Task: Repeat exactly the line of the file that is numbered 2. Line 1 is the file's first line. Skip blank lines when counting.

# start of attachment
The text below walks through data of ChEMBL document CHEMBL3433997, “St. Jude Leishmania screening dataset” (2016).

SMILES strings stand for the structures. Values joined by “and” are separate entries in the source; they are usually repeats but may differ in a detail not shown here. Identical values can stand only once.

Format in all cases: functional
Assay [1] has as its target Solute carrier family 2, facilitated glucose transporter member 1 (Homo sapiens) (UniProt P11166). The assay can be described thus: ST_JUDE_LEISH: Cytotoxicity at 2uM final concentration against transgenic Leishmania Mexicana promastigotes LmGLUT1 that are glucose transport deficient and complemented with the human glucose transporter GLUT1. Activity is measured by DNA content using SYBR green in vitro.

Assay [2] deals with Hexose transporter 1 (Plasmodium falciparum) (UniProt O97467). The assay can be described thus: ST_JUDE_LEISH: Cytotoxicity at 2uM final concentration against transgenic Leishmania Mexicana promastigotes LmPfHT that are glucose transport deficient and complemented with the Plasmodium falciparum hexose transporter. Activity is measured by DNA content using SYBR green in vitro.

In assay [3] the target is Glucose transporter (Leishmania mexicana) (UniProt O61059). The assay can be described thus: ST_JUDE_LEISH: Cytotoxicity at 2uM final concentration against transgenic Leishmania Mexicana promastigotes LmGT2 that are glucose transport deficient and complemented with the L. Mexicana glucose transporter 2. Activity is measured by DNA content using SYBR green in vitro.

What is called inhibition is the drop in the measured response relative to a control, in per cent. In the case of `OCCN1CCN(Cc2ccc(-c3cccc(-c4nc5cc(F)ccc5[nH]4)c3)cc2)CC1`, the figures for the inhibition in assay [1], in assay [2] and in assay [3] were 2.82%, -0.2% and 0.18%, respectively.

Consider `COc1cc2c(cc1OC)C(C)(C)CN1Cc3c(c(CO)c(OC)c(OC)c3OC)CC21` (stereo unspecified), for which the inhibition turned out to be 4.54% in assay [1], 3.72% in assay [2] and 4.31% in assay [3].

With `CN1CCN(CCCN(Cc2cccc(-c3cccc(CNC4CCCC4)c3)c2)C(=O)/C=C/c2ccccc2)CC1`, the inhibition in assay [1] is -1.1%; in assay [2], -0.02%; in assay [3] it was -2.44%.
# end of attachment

SMILES strings stand for the structures. Values joined by “and” are separate entries in the source; they are usually repeats but may differ in a detail not shown here. Identical values can stand only once.